Presidential hopeful Senator Rand Paul (R-KY) delivered a foreign policy speech at the Heritage Foundation Wednesday that relied on outdated Cold War policies at some points and incoherent assertions at others, all sprinkled with a quasi-pacifism.
For example, in the speech, Sen. Paul made it clear that radical Islam poses great dangers. He described radial Islam as “no fleeting fad but a relentless force.” He spoke of how the radicals are supported by nations like Iran, and how they make up for their “lack of conventional armies with unlimited zeal.”
Then, he turned on a dime and expressed his shock that “50% of Americans still believe Iraq attacked America on 9/11.” His answer to radical Islam was not confrontation but containment.
Paul rhetorically asked, “Where are the [George] Kennans of our generation?”
Paul restated his more-diplomacy-less-military-action approach to Iran and seemed to suggest that containment would work against Iran as well. He said the enforcement of this will require “the commitment of Iran’s major trading partners, especially China, Russia, Japan, and India,” to get the job done.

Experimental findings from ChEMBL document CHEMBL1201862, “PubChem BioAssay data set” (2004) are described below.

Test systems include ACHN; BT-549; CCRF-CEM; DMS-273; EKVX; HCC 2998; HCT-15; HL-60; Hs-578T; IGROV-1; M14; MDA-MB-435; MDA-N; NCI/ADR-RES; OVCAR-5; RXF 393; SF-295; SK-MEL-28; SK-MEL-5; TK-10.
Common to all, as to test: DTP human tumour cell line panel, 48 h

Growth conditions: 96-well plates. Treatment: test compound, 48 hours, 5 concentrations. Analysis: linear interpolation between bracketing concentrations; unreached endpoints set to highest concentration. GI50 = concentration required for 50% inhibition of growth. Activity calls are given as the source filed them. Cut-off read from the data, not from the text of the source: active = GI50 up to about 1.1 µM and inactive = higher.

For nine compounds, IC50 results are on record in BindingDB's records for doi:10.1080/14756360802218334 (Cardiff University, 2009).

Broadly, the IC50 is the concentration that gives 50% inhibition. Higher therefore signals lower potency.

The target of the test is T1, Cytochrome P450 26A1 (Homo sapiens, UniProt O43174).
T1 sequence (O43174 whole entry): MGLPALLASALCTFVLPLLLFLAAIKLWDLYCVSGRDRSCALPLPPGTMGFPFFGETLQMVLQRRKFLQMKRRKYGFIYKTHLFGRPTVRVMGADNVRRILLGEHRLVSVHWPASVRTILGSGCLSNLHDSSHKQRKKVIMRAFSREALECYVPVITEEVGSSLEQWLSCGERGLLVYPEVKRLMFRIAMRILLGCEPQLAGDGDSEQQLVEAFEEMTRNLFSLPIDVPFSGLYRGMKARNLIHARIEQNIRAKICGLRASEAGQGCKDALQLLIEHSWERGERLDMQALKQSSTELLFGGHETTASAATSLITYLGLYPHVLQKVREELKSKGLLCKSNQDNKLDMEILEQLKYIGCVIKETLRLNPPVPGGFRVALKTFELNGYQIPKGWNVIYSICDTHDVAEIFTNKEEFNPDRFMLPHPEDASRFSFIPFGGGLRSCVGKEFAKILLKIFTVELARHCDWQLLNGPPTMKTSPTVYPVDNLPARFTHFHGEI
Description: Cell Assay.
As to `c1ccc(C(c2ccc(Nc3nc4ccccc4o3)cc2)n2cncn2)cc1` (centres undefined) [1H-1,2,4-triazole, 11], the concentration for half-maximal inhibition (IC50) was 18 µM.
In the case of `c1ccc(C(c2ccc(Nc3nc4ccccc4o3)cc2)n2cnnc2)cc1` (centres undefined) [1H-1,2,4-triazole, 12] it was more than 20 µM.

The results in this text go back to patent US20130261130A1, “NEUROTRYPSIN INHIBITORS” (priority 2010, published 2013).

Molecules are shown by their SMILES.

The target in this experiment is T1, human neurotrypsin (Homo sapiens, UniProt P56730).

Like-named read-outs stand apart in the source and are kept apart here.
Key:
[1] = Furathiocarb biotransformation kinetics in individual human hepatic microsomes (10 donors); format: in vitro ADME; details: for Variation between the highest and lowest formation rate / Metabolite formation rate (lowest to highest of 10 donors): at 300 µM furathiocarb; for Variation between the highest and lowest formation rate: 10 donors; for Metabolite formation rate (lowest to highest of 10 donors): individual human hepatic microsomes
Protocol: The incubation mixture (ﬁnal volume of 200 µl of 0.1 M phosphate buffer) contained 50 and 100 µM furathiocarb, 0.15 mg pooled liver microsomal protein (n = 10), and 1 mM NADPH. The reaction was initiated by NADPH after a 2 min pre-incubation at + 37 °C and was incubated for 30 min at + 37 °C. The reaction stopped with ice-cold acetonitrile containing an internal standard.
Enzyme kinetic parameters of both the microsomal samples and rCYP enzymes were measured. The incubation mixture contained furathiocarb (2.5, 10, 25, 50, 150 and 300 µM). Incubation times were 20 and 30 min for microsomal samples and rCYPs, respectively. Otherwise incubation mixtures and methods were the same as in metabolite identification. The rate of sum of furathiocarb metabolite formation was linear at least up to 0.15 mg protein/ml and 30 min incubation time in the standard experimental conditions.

Paul then returned to the topic radical Islam, likened it to communism, and focused on broad containment as a preferred option “to bombing countries [based] on what they might someday do.” In other words, pre-emptive strikes are a non-starter.
As The Washington Post made clear, it would be unfair to charge Rand Paul with holding the same positions as Rep. Ron Paul (R-TX). However, “this was a naive, and in some ways, silly speech” that one would have expected the elder Paul to deliver.